COLOMBO (AFP) -- A series of eight devastating bomb blasts ripped through high-end hotels and churches holding Easter services in Sri Lanka on Sunday, killing at least 207 people, including dozens of foreigners.
The attacks were the worst act of violence to hit the country in the decade since the end of a bloody civil war that killed up to 100,000 people.
For many in Sri Lanka, the apparently coordinated attacks brought back painful memories of life during the long-running conflict, when bomb blasts were a frequent occurrence.
There was no immediate claim of responsibility but the government said eight people had been arrested and investigators would look into whether the attackers had "overseas links."
The government also imposed a nationwide curfew and curbed social media access to restrict "wrong information" spreading in the country of 21 million people.
The powerful blasts -– six in quick succession and then two more hours later -- injured hundreds.
At least two of them involved suicide bombers, including one who lined up at a hotel breakfast buffet before unleashing carnage.
By Sunday evening, the toll stood at 207 dead and 450 people injured.
Police said 35 foreigners were among the dead, including British, Dutch, Portuguese, Chinese and American citizens.
U.S. Secretary of State Mike Pompeo confirmed that "several US citizens" were killed.
Among the churches targeted was the historic St Anthony's Shrine, a Catholic church in Colombo, where the blast blew out much of the roof.
Bodies lay on the ground of the church, covered in patterned scarves and white sheets, some of them stained with blood.
Shattered roof tiles and shards of glass littered the floor, along with chunks of plaster blasted from the walls by the explosion.
Documents seen by AFP show that Sri Lanka's police chief Pujuth Jayasundara issued an intelligence alert to top officers 10 days ago, warning that suicide bombers planned to hit "prominent churches".
"A foreign intelligence agency has reported that the NTJ (National Thowheeth Jama'ath) is planning to carry out suicide attacks targeting prominent churches as well as the Indian high commission in Colombo," the alert said.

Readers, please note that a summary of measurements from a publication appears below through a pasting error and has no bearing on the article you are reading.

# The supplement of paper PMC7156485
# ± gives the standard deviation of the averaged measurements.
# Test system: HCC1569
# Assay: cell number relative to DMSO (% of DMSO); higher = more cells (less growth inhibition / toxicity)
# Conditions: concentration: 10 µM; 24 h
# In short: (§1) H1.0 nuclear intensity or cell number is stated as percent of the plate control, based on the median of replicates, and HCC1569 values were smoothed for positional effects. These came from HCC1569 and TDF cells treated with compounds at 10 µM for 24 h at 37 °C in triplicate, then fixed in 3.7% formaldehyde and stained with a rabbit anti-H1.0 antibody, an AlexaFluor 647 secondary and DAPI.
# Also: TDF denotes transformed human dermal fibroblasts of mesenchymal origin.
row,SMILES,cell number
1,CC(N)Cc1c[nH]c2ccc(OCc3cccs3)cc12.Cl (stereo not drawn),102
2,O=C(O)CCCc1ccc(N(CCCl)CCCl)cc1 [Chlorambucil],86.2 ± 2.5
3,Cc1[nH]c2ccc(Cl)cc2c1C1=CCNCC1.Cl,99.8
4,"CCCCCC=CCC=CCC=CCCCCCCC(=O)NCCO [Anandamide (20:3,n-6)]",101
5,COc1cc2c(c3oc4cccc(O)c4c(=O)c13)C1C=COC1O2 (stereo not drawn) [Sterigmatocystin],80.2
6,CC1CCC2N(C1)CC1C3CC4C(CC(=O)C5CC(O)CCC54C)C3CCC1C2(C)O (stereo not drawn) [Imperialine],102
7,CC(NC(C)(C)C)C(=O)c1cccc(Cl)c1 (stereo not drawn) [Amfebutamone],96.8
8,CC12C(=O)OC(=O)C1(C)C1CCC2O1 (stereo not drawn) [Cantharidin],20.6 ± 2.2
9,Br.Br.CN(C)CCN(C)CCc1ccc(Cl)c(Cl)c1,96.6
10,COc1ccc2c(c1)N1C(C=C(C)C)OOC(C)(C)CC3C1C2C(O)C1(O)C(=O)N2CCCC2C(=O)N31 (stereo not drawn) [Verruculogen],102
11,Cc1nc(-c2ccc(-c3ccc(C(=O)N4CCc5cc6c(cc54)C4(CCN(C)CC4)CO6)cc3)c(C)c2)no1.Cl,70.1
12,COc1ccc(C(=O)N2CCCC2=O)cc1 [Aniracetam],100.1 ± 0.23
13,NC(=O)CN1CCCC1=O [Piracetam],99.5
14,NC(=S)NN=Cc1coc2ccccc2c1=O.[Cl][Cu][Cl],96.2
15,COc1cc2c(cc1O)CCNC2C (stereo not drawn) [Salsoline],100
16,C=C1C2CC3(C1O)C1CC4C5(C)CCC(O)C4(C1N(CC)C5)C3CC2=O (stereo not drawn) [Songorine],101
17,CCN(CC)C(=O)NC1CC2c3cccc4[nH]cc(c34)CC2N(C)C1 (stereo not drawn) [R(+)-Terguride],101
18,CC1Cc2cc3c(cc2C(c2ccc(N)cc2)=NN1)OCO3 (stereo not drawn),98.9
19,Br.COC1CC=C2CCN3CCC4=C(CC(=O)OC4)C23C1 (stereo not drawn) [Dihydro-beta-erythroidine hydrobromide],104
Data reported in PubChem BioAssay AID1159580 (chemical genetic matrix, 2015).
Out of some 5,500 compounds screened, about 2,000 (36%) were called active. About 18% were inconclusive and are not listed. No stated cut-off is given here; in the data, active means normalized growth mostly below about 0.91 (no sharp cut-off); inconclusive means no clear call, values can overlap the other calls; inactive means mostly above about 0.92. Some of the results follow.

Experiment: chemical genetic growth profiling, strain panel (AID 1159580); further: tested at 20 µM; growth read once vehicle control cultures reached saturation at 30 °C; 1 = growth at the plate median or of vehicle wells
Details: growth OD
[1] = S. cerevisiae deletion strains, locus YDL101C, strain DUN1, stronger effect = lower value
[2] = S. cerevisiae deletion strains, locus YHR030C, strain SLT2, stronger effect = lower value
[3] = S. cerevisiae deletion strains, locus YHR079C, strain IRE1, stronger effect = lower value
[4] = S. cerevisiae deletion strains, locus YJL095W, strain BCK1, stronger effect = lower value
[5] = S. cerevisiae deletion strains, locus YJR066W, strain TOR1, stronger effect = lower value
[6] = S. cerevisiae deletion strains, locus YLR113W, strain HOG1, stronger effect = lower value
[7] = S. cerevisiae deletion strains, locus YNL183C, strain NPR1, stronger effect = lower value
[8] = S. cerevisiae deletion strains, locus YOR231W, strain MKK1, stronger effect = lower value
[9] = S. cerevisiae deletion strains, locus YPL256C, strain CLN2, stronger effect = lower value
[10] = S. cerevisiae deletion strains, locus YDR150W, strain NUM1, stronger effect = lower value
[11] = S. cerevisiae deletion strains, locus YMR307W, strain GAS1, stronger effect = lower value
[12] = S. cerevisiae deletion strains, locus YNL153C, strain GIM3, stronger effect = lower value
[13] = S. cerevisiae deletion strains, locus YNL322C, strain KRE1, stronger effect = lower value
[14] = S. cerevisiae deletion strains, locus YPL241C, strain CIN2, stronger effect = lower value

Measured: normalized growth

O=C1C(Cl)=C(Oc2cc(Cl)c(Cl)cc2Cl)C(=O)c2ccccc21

The NTJ is a radical Takfiri group in Sri Lanka that was linked last year to the vandalization of Buddhist statues.
Prime Minister Ranil Wickremesinghe, speaking late Sunday, acknowledged "information was there" about possible attacks and that an investigation would look into "why adequate precautions were not taken".
Rucki Fernando, a Christian Sri Lankan, told AFP: "We haven't experienced anything like this in the last 10 years."
"There is a lot of fear, not just in the Christian community, but among everyone."
Sri Lanka's Minister of Economic Reforms, Harsha de Silva, described "horrible scenes" at St Anthony's church. "I saw many body parts strewn all over," he tweeted, adding that there were "many casualties including foreigners".
Witness N. A. Sumanapala was near the church when the blast happened. "I ran inside to help. The priest came out and he was covered in blood," he told AFP.
"It was a river of blood."
A second blast hit St. Sebastian's Church in Negombo, north of the capital during Easter mass.
Gabriel, who declined to give his family name, told AFP his brother was injured in the explosion.
"We are all in shock. We don't want the country to go back to that dark past where we had to live in fear of suicide blasts all the time."
Soon after the first two church blasts, police confirmed that the Zion church in the east-coast town of Batticaloa had been hit, along with three high-end hotels in the capital -- the Cinnamon Grand, the Shangri-La and the Kingsbury.
A manager at the Cinnamon Grand, near the prime minister's official residence in Colombo, said a suicide bomber blew himself up at the hotel's restaurant.
"He came up to the top of the queue and set off the blast," he told AFP.
Later in the afternoon, two people died in a strike at a hotel in the south of Colombo, and a suicide bomber killed three police officers as they raided a house in a northern suburb of the city.
Wickremesinghe urged people to "hold our unity as Sri Lankans" and pledged to "wipe out this menace once and for all."
The Archbishop of Colombo, Malcolm Ranjith, described the attackers as "animals" and called on authorities to "punish them mercilessly".
Embassies in Colombo warned their citizens to stay inside, and Sri Lankan Airlines told passengers to arrive at the airport four hours ahead of flights because of ramped-up security.
Only around six percent of mainly Buddhist Sri Lanka is Catholic, and the country is a patchwork of different religious and ethnic groups, dominated by Buddhist Sinhalese.
Recent years have seen growing sectarian tensions, including accusations of hate crimes by extremist Buddhist monks against minority Muslims.
There have been no attacks in Sri Lanka linked to foreign groups, but in January, Sri Lankan police seized a haul of explosives and detonators following the arrest of four men from a newly formed Takfiri group.